Open House Sheds Light on 3D Printing
Recently, I joined nearly 100 other members of the manufacturing community and attended a 3D printing open house hosted by Computer Aided Technology Inc. (CATI), in Buffalo Grove, IL. CATI is a dealer for Objet Geometries Ltd., which makes three lines of 3D printers: desktop, Eden and Connex.
“The parts made by 3D printers often are ready to use immediately, while others might need some additional post-processing,” Derek Ellis, digital prototyping specialist, told the crowd to open the event. “Many manufacturers use 3D printing because it lets them revise a prototype many times before investing in mass production.”
Ellis then noted several other key benefits of 3D printing. The technology:
1. Prints various types of parts (i.e., multiple jobs) at once, although a manufacturer can’t add to a printing job once it is started.
2. Allows for creating multiple-component and multiple-material parts.
3. Increases and improves collaboration between the design and production departments.
4. Speeds up field test applications through rapid tooling and the quick creation of casting patterns.
5. Improves customer satisfaction. “Architects, for example, constantly redesign and makes changes to parts,” says Ellis. “3D printing gives them that flexibility.”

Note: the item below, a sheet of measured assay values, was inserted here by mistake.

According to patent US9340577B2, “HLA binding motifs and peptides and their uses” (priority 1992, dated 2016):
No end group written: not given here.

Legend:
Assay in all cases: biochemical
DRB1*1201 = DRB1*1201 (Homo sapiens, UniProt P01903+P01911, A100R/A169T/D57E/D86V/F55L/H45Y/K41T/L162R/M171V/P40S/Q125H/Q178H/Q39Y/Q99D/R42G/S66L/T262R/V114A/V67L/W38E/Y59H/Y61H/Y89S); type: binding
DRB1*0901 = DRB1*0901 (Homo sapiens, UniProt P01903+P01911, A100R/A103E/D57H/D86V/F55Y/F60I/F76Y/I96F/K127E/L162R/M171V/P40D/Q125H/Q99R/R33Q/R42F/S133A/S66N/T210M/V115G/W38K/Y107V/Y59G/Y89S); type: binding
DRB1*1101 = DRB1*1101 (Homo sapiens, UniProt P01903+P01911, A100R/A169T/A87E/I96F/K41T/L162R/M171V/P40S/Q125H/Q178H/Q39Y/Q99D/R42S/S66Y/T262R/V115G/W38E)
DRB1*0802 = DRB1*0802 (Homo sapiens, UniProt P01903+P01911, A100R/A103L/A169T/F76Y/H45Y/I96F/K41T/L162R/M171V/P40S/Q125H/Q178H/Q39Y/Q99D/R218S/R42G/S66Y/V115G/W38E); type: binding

Ellis then took questions from several participants.
>Is it possible to build parts larger than the machine bed in the 3D printer?
“No, but 3D printing can bind together two parts that can be placed on the machine bed,” says Ellis. “An auto manufacturer made a prototype instrument panel in this manner.”
>How stable is the photopolymer material once the parts are made?
“After a part is made, it should be left alone,” says Ellis. “Manufacturers need to make sure the part is never placed in direct sunlight, even if the part was made a long time ago. As a precaution, we recommend manufacturers not ship parts in hot weather if the customer is not there to promptly receive it. Parts left in a delivery truck, like that from UPS, can melt.”
>What is the average material cost of a part that is 3D printed?
“On average, the cost is $5 to $7 per cubic inch for a finished part,” says Ellis.
>How much maintenance does a 3D printer require?
“Generally, the annual maintenance cost is about 10 percent of the purchase price,” says Ellis. “The photopolymer and supporting materials are consumables, as are the machine’s print heads. Support materials cost about half that of the photopolymers. Print heads have an average life of 2,000 hours. However, they can be swapped out between Objet machines and manufacturers can install them.”
To close the event, attendees got to see a 3D printer making usable parts. After a waiting in line a couple minutes, I saw the machine in action up close.
Back and forth the printer’s head went across the machine bed, depositing 16-micron ultra-thin layers of photopolymer material in specific locations to create several types of parts. After about 25 minutes, the finished parts were removed from the machine and displayed.
Like many other attendees, I had been enlightened about 3D printing and how it is changing part design and creation—now and for the foreseeable future.